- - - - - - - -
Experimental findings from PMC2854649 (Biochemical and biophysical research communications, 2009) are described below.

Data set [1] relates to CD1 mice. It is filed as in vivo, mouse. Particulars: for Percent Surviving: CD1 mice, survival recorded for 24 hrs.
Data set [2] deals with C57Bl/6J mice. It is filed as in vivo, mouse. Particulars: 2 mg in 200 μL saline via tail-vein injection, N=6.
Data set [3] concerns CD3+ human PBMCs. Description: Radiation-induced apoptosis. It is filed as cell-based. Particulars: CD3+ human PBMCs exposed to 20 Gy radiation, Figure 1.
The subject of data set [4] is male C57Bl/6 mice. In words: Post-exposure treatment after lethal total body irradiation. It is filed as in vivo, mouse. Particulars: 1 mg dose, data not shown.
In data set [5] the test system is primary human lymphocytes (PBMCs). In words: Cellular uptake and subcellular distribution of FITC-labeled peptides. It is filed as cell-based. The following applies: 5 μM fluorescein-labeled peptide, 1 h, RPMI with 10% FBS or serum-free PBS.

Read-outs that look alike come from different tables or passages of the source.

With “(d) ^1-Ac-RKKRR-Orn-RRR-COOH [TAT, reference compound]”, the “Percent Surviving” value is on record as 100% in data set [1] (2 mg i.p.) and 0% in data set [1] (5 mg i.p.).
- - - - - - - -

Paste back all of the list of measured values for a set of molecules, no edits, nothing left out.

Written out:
Experimental findings from PMC2854649 (Biochemical and biophysical research communications, 2009) are described below.

Data set [1] relates to CD1 mice. It is filed as in vivo, mouse. Particulars: for Percent Surviving: CD1 mice, survival recorded for 24 hrs.
Data set [2] deals with C57Bl/6J mice. It is filed as in vivo, mouse. Particulars: 2 mg in 200 μL saline via tail-vein injection, N=6.
Data set [3] concerns CD3+ human PBMCs. Description: Radiation-induced apoptosis. It is filed as cell-based. Particulars: CD3+ human PBMCs exposed to 20 Gy radiation, Figure 1.
The subject of data set [4] is male C57Bl/6 mice. In words: Post-exposure treatment after lethal total body irradiation. It is filed as in vivo, mouse. Particulars: 1 mg dose, data not shown.
In data set [5] the test system is primary human lymphocytes (PBMCs). In words: Cellular uptake and subcellular distribution of FITC-labeled peptides. It is filed as cell-based. The following applies: 5 μM fluorescein-labeled peptide, 1 h, RPMI with 10% FBS or serum-free PBS.

Read-outs that look alike come from different tables or passages of the source.

With “(d) ^1-Ac-RKKRR-Orn-RRR-COOH [TAT, reference compound]”, the “Percent Surviving” value is on record as 100% in data set [1] (2 mg i.p.) and 0% in data set [1] (5 mg i.p.).